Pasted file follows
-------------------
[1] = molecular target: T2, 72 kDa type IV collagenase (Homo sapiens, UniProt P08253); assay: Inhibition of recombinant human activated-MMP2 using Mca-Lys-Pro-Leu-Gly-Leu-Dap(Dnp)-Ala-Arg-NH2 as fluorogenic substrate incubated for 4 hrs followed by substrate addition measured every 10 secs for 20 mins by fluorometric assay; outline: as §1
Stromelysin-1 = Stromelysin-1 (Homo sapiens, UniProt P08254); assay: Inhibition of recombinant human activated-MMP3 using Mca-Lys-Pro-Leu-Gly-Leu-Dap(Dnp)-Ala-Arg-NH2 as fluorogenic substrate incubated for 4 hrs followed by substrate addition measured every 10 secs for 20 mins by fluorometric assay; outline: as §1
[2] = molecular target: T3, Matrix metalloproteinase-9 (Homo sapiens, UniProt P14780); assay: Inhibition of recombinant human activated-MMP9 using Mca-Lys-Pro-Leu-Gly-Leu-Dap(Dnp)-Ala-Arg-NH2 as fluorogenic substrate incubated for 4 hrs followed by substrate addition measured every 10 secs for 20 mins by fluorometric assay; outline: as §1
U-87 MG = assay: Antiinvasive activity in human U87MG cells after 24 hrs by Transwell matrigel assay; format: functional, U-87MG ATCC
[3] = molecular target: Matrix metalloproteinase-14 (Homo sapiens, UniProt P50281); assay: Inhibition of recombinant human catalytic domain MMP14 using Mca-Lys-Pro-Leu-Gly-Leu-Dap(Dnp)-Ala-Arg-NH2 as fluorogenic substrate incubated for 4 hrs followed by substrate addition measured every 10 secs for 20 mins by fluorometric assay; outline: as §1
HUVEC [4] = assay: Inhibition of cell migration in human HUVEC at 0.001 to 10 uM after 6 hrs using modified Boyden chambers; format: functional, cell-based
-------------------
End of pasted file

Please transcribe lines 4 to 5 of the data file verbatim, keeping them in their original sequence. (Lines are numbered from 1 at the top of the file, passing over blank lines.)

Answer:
U-87 MG = assay: Antiinvasive activity in human U87MG cells after 24 hrs by Transwell matrigel assay; format: functional, U-87MG ATCC
[3] = molecular target: Matrix metalloproteinase-14 (Homo sapiens, UniProt P50281); assay: Inhibition of recombinant human catalytic domain MMP14 using Mca-Lys-Pro-Leu-Gly-Leu-Dap(Dnp)-Ala-Arg-NH2 as fluorogenic substrate incubated for 4 hrs followed by substrate addition measured every 10 secs for 20 mins by fluorometric assay; outline: as §1